Sunday, February 18, 2024

Is Technology Really Making You Lonely?


I've been thinking: perhaps we are too quick to blame technology and social media for the exacerbation of our loneliness epidemic...

The iPhone seems like low-hanging fruit. 

Yes, I agree that there is something inherently anti-social about most new technology, but, ultimately, we are the users. So, if we are accruing 6 hours of screen time a day, it is because we are allowing the devices to control our behavior. 

Pro-gun advocates religiously echo the platitude that "Guns don't kill people; people kill people." In that same vein, I'd like to proclaim that "devices don't control people; people allow devices to control people." 

Social media, in particular, is often made out to be the culprit when examining the loneliness epidemic. From what I've observed, though, social media can serve as an essential facilitator to social connectedness. The Bumble BFF app, for instance, has facilitated many a platonic relationship. And Facebook groups often don't live exclusively online. These digital communities frequently come together to organize in-person meet-ups.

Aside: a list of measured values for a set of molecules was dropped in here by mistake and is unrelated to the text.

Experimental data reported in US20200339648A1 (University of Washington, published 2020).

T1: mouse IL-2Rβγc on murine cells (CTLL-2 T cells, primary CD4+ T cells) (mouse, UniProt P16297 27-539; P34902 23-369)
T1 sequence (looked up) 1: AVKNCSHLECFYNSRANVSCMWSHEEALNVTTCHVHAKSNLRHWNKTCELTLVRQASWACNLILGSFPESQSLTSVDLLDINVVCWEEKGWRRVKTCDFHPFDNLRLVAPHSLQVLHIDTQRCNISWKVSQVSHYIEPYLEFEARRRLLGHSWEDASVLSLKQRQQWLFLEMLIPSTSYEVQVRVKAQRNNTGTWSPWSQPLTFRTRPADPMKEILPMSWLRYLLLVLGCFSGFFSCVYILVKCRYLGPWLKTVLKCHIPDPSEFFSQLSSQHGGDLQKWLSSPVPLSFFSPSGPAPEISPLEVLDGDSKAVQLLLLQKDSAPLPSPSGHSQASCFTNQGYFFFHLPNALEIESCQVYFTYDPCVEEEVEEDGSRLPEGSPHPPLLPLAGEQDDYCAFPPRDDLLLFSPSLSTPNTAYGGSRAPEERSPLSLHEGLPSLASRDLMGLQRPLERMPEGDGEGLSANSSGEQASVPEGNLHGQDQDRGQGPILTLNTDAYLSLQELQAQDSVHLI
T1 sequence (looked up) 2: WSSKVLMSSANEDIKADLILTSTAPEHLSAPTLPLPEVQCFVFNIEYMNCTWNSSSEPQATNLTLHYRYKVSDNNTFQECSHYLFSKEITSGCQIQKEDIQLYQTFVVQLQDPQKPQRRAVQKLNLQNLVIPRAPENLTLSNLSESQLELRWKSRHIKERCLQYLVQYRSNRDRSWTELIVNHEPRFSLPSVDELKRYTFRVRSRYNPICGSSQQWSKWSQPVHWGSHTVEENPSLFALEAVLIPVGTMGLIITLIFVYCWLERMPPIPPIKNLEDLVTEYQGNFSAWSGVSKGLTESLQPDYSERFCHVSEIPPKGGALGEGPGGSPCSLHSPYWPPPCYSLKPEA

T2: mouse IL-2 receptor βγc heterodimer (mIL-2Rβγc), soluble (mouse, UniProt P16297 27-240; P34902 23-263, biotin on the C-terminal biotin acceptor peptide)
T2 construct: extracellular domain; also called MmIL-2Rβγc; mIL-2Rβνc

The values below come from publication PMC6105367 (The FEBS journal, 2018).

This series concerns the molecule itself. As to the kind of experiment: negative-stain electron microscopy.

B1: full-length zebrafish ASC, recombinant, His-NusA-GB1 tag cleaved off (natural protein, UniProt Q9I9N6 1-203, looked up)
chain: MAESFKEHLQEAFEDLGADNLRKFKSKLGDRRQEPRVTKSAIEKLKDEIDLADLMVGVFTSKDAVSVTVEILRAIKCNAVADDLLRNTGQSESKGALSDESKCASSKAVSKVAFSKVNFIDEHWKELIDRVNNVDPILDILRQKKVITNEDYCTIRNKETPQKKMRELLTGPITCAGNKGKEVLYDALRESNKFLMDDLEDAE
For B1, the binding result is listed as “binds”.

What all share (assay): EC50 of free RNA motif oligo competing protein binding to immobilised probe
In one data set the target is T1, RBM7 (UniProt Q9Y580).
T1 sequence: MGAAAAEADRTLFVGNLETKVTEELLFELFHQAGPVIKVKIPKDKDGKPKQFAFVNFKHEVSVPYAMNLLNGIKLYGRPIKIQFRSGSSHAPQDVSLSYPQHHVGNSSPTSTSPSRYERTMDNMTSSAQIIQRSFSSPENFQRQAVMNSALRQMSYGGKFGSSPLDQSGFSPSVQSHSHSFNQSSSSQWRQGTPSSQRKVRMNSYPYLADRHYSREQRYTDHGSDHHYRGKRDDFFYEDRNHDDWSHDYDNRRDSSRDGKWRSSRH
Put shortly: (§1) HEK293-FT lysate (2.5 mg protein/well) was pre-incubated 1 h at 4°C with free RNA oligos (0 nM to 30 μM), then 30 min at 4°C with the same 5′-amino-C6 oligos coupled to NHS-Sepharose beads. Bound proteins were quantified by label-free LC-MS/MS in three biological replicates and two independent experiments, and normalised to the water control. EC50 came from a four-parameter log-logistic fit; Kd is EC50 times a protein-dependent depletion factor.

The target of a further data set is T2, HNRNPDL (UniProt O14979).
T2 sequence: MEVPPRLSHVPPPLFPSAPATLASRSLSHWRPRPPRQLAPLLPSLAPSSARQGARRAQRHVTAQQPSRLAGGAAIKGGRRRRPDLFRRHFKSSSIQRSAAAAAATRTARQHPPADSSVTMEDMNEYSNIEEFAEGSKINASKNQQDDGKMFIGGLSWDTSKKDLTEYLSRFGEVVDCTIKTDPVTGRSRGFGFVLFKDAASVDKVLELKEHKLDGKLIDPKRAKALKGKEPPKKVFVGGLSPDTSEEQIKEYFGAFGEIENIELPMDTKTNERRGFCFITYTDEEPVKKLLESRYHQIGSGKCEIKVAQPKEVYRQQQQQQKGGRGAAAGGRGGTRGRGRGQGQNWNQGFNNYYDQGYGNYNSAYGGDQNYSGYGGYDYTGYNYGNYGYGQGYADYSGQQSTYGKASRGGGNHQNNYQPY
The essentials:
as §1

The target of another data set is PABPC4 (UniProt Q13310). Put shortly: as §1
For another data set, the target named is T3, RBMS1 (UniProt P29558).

To be sure, remote work has generated a lot of remoteness in society. It is, after all, called remote work. 

But there are hopeful indicators that social media, while initially blamed for igniting remoteness, can actually assuage it. 

Katherine Tangalakis-Lippert, writing for Business Insider, reports on a new app start-up called Groove that may help "de-remote" remote work: 

Groove, a digital coworking app that recently completed its public launch, offers structured hourlong meeting times for business owners and entrepreneurs to connect while working remotely. 

The small-scale chats, with just four users each, have five-minute intro and debriefing meetings, bookending a 50-minute window for workers to conduct their businesses. During the chat sessions, users are encouraged to describe their work, share their wins and struggles, and build business connections with others working solo.

This is a sanguine sign that the market can engender creative new ways to combat loneliness. Groove and other new apps are responses to increasing social atomization, perhaps made worse by the proliferation of new technologies. 

We ought to applaud these developments. 

I would like to reiterate, per my last post, that people have always been lonely, to some degree. This is, unfortunately, a human condition. Please read Alan Ehrenhalt's latest article for Governing, which prompted my blog post. 

But, while this condition of loneliness definitely isn't new, I will of course acknowledge that the modern age - characterized by Uber Eats deliveries, Netflix, and TikTok - has further complicated things. Our response, though, should not take the form of a sort of neo-luddism, wherein we shun technology. Rather, we ought to use this medium to our advantage.  



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